This Independent Study seeks to understand what combination of peace tools leads to the durability of peace after ethnic conflict. Specifically, I research how top-down United Nations (UN) peacekeeping missions working in concert with bottom-up communal/grassroots reconciliation approaches lead to durable peace. I hypothesize that a UN peacekeeping mission must come first followed by communal reconciliation. This will lead to the engagement of society at the local level, which leads to durable peace. Based upon a review of relevant literature, I begin to develop an argument that both UN peacekeeping missions and communal/grassroots reconciliation efforts must be used in tandem to provide durable peace. To test my hypothesis, I utilize a most similar systems case study design. I further offer process- tracing narratives of the peacebuilding efforts that arose from the ethnic conflicts of the Israeli- Palestinian Second Intifada, the Georgian-Abkhazian Conflict, and the Bosnian War. I conclude that the presence of both a UN peacekeeping mission and communal reconciliation leads to durable peace. Furthermore, I also hypothesize that a UN Peacekeeping mission must precede communal reconciliation in order to create an environment secure enough for reconciliation to begin. My Independent Study provides a deeper understanding of the often-overlooked necessity of using certain peace tools in concert during the peacebuilding process in post-ethnic conflict societies.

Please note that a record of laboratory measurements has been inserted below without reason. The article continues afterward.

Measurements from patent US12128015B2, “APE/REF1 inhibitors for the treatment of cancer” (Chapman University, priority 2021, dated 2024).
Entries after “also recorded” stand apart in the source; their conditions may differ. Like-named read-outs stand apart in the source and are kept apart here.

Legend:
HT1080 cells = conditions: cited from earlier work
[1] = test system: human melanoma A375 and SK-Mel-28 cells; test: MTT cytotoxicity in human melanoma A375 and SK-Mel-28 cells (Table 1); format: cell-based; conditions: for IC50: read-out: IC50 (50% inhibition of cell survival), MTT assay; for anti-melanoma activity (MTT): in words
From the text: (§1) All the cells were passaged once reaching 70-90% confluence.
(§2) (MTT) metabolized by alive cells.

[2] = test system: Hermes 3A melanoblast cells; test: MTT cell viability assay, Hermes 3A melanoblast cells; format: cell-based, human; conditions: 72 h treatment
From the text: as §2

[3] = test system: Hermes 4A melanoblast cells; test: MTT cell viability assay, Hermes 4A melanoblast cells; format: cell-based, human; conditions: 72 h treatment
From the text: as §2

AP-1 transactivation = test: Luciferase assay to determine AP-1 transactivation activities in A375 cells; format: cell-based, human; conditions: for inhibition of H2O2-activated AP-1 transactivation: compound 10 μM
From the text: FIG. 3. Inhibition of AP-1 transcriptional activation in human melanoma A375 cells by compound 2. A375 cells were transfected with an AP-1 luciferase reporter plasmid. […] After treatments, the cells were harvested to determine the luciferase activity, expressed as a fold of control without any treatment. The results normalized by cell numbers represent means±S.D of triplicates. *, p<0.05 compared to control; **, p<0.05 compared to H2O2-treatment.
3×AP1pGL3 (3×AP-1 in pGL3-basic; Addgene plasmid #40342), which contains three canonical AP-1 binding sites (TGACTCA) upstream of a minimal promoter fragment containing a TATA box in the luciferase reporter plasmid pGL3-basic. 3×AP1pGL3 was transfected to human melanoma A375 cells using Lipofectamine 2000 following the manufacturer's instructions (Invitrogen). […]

Krain, Matthew


Political Science


International and Area Studies | Social and Behavioral Sciences

Publication Date


Degree Granted

Bachelor of Arts

Document Type

Senior Independent Study Thesis



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